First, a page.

We’re all in the same boat; it’s called ‘Gen V’ – for Generation Virus
by Phil Burgess, Unabridged from the Life section of the Annapolis Capital, Sunday April 26, 2020
Last week, the US President and the White House Coronavirus Task Force issued federal guidelines for states to follow to re-open the nation’s economy.
This decision caught the attention of many – especially grassroots Americans and those in their bonus years, i.e., those most likely to die from the coronavirus if they are infected.
This decision was also welcomed by many – and especially small business owners and people everywhere who want to get back to work.
The commitment to get back to work ASAP was especially welcomed by families with children in school where one or both parents work from home. It’s hard to work from home while simultaneously home-schooling young children, unless you farmed them out to grandparents.
I learned this the hard way when I mentioned to my Bonus Years web meister, Kaely Linker, “This must be a great time for you to catch up on all your projects.”
Her reply unveiled my naiveté, “You’ve gotta be kidding. Both my husband and I work at home. When the kids leave in the morning, Chris retreats to his home office and I go to mine. But not since the coronavirus. Now, after breakfast, there’s no school bus. The kids stay home, and Chris and I spend most of the day home schooling our kids – a process of learning by doing.”
Linker’s story made me think: the next Teachers’ Appreciation Week is likely to have sell-out participation of parents and grandparents more grateful than ever for the job that teachers do. For sure, apple bins at the supermarket will be empty.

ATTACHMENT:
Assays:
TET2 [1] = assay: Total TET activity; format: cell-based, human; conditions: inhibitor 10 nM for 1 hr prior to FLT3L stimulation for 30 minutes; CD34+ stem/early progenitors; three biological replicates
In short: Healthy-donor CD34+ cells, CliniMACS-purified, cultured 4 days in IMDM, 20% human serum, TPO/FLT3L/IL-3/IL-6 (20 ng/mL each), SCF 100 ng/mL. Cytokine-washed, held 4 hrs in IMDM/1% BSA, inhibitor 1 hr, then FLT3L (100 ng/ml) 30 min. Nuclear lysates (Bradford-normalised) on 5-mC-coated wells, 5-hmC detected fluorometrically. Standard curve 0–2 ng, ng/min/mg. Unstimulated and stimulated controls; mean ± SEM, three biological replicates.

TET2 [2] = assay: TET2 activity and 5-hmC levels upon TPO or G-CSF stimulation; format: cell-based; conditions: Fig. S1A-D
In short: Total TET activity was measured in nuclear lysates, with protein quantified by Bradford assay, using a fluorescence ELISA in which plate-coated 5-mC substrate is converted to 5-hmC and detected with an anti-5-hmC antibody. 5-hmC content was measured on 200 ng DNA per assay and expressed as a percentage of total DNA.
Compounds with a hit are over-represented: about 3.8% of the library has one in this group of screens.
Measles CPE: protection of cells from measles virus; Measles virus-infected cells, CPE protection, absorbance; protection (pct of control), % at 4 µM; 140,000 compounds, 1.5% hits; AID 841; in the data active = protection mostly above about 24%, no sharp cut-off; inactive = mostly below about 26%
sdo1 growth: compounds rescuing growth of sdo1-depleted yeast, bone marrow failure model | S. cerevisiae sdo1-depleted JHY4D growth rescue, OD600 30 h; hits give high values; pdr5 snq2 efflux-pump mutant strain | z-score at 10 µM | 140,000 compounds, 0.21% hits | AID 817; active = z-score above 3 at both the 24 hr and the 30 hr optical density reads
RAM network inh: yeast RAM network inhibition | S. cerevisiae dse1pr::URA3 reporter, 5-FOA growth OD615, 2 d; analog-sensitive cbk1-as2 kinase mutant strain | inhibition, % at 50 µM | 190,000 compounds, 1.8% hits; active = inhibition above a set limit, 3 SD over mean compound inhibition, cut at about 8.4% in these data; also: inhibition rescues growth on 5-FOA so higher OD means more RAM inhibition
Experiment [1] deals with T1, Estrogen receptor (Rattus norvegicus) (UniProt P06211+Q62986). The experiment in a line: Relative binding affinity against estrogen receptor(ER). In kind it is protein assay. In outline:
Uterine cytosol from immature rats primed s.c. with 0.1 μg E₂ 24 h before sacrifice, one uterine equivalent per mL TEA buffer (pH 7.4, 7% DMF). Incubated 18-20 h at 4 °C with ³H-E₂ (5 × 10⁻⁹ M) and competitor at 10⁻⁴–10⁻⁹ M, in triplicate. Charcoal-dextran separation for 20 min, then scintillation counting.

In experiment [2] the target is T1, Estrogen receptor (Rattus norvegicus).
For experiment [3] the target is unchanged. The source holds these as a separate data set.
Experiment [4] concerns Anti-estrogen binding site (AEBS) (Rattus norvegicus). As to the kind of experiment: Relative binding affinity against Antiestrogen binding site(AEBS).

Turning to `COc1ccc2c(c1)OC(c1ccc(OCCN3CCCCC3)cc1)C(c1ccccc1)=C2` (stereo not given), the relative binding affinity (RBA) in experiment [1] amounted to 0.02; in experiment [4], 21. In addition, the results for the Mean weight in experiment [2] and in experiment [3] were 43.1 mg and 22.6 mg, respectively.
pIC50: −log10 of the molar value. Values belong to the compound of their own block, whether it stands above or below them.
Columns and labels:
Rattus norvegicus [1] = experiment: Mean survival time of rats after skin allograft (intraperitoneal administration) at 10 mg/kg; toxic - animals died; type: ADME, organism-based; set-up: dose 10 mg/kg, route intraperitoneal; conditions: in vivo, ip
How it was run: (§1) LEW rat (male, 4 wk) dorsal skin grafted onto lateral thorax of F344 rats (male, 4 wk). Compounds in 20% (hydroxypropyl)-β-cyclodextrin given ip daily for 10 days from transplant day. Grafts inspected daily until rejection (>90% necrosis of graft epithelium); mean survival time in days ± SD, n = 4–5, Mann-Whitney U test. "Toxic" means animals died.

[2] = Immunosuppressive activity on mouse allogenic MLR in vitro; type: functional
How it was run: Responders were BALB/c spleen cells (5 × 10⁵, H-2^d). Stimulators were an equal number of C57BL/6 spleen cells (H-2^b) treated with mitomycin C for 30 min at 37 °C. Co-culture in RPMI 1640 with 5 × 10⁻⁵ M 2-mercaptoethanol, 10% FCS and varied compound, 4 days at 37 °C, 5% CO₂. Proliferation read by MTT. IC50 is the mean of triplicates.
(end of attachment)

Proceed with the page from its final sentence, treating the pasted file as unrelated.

Linker’s point is another example of where we’re all in the same boat but not all in the same weather conditions – and the need to be cautious about generalizing too far from our own personal experience.
In fact, the weather conditions vary enormously state-by-state and community-by-community – from calm billows to hurricane force. For example, compare coronavirus deaths in Alaska (9+) with deaths in New York (19,000+).
These wide variations in the impact of the coronavirus are, fortunately, also reflected in national policy making. Here I’m referring to the administration’s new policy to leave the tactical re-opening decision to each of the state governors.
Leaving the decision to re-open in the hands of each governor – state-by-state and more likely community-by-community – is smart because state governors are in the best position to coordinate with local leaders to know whether a specific area is safe to re-open.
It’s smart because the COVID-19 threat in a densely populated urban area such as Baltimore is very different from rural Western Maryland.
Because coronavirus infections and deaths vary widely – both among and within the states – we again see the value of our federal system of governance.
The division of powers between the federal and state governments provides a lot of advantages to the US in a situation like the coronavirus. For one, the states can serve as laboratories for policy experiments – and we see that today with different states taking different approaches to mitigation and lock-down.